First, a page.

|Viewing Single Post From: Where Are They Now: Ty Treadway|
|Steve Frame||Sep 12 2007, 11:39 AM|
Tapped by Merv, a host with the most
By Michael D. Schaffer
Inquirer Staff Writer
Ty Treadway's got game.
He's cleft-chinned and blue-eyed handsome, gracious of manner and nimble of wit, brimming with energy and enthusiasm.
The former soap-opera actor from Trenton, who played twins Colin and Troy MacIver on One Life to Live, seems to have everything needed to conquer the unforgiving landscape of daytime television as a game show host.
No less a TV eminence than Merv Griffin, creator of Wheel of Fortune and Jeopardy!, knew it.
Griffin, who died last month, picked Treadway in April to preside over his last gift to TV viewers: Merv Griffin's Crosswords.
The half-hour syndicated show, with a time clock that revs up puzzle-solving from leisurely to lickety-split, made its local debut yesterday on CBS3, where it can been seen weekdays at 9 a.m.
Treadway counts himself lucky to have been Griffin's choice.
"Man, I couldn't be in a better place," he says, but he took a roundabout route to get there.
Born and raised in Trenton, the youngest of seven children, Treadway was an athletic kid. Even though his dad, Richard, a scout for the Los Angeles Dodgers, named him after baseball immortal Ty Cobb, he was drawn to soccer. Treadway was good enough to win a scholarship to Rider University, where he stayed for a year before transferring to the College of New Jersey.
After graduating in 1989, Treadway went to work for the New Jersey Legislature as an auditor. It wasn't a good fit, but Treadway hung on for seven years, frozen in place by his expectation of how his life would play out: "Get an education, get a secure job, marry, have children, retire."
It took the death of his mother, Mary Lou, of breast cancer in 1996 at age 59 to make Treadway revise his assumptions.
"I think the final gift that my mother gave to me in her passing was that I realized that the whole world was open up to me, that I was really, really limiting my options by staying in just one path," he says. "I didn't know what I wanted to do, but I wanted to experience more out of life, that's what I knew."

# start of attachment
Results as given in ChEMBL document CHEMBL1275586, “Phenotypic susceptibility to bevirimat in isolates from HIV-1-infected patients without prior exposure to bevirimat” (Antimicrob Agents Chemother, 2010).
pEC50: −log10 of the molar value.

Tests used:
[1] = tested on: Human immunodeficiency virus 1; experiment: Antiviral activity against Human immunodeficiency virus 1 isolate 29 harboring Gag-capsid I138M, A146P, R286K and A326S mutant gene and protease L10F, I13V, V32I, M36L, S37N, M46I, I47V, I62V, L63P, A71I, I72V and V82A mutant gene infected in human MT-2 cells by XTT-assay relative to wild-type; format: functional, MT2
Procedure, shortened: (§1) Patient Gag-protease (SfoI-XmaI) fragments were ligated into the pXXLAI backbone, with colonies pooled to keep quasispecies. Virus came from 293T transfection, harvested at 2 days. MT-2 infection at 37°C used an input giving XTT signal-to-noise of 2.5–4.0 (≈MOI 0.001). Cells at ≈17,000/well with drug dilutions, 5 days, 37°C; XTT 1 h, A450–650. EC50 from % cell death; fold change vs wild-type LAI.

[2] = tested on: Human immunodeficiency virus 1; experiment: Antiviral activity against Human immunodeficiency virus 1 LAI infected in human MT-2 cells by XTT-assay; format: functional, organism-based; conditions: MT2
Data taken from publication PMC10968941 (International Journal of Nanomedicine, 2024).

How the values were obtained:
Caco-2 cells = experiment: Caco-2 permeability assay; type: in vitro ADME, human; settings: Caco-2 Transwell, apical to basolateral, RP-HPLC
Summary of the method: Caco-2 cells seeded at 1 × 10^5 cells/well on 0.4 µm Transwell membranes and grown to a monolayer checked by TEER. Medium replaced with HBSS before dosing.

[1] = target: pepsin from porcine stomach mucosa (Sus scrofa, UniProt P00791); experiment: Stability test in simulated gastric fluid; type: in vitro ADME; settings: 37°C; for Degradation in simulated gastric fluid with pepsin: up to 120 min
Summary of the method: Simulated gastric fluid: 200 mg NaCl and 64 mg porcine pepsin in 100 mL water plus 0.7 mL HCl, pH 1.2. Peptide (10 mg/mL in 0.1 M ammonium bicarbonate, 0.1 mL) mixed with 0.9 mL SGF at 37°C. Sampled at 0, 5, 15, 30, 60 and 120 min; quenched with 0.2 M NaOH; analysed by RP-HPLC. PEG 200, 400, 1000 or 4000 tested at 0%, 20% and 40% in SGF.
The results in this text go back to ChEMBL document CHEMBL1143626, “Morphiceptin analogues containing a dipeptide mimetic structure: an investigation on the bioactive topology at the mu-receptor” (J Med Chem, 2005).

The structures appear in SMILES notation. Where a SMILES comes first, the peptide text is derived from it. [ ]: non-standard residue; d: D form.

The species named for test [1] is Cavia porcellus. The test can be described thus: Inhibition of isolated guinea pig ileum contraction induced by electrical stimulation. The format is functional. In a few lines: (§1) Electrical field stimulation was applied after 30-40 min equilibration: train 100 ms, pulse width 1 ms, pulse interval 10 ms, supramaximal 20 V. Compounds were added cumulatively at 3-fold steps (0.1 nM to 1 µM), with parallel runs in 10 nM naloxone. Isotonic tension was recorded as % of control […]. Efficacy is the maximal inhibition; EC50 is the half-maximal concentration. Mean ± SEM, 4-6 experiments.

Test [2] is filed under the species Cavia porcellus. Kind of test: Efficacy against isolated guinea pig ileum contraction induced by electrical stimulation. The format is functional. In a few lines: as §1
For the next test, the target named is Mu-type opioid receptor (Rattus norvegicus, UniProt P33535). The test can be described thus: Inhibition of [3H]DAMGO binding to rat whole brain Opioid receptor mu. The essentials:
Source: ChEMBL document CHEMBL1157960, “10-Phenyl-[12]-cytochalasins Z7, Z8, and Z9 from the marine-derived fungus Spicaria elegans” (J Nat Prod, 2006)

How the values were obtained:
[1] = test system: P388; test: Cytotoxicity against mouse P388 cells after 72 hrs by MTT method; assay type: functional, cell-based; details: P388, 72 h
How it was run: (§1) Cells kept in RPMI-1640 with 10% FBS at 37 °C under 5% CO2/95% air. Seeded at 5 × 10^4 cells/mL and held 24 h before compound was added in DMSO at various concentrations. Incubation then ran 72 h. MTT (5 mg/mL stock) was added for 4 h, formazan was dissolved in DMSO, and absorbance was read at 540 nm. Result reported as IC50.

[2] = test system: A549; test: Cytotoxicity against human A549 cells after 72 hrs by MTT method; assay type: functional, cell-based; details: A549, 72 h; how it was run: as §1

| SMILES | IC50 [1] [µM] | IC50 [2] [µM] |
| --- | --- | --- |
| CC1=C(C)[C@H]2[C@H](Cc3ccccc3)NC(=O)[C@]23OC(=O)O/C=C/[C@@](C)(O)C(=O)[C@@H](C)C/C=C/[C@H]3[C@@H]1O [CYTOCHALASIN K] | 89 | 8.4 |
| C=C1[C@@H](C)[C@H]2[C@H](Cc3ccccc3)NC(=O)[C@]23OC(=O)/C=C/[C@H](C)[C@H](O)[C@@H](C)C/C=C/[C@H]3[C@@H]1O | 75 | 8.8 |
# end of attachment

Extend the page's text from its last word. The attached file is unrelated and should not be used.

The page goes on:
Treadway already had done some modeling, and now the accountant shucked his tie for good and took his handsome face to New York to become an actor.
"I trained with some intensive acting schools and did a lot of theater there in New York, and was fortunate enough to get on All My Children," he recalled during a recent promotional visit to the CBS3 studios at 16th and Spring Garden Streets.
Treadway got other work in television and independent movies and moved to Los Angeles. But in 2000, just a year after he arrived, he was offered the MacIver role on One Life. Back to New York.
Still, the West Coast beckoned. The guy who had been so passive during his auditor days made a pitch to the cable network SOAPnet and ended up cohosting a program called Soap Talk with actress Lisa Rinna. He commuted between New York and L.A. until his run on One Life ended in 2003.
Soap Talk, which debuted in 2002, was canceled last year. "It was a great run," Treadway said, but with the talk show behind him, he was looking for work that would allow him to spend as much time as possible with his family. By now, he was married (he hadn't discarded the entire life plan from his earlier days), and he and wife Monica had two children, Samantha, 2, and Ryder, 1.
A game-show spot would be just right, and Griffin was looking for a host.
Treadway won the job in a two-hour meeting in Griffin's Beverly Hills office, with the entertainer/entrepreneur seated "in a fancy Italian chair, behind a big, king-sized desk in a room filled with all of his staff and his Emmys everywhere."
Griffin did everything he could to rattle Treadway. "He tried to throw me off as much as he possibly could," Treadway recalls. "He wants to see how you perform under pressure. . . . About halfway through, I knew I had sort of passed the test."
Griffin, who was obsessed with crosswords and wouldn't get out of bed until he had done three of them every morning, told Treadway he had been thinking for 20 years about how to bring a crossword game to TV.
No detail of the show was too small to escape Griffin's attention, says Treadway, who speaks of him in terms approaching awe.
Griffin composed the music for the show, picked out Treadway's wardrobe, even told him when to get a haircut.
With all that grooming, will Treadway be a success?
His GQ good looks are bound to help him with an audience that is "heavily female," says David Schwartz, author of The Encyclopedia of TV Game Shows and historian for GSN, formerly the Game Show Network.
"Women love to go up and give that game show host a hug and a kiss."
But few actors have become game show hosts. The skills needed for the two jobs are different. Actors rely on a script; game show hosts rely on their ability to ad-lib and interact with the contestants, Schwartz says.
"A game show host is part traffic cop, trying to get the best out of the contestants and reacting to situations that can't be predicted," Schwartz explains.
Treadway is confident that he's up to it.
"I love unpredictability," he says.
He also loves working with the contestants.
"We are all interconnected and have something to learn from everybody we meet," he says.
Most of all, he loves working on the show that Merv Griffin entrusted to him: "Ultimately, I'm looking to have a good time."
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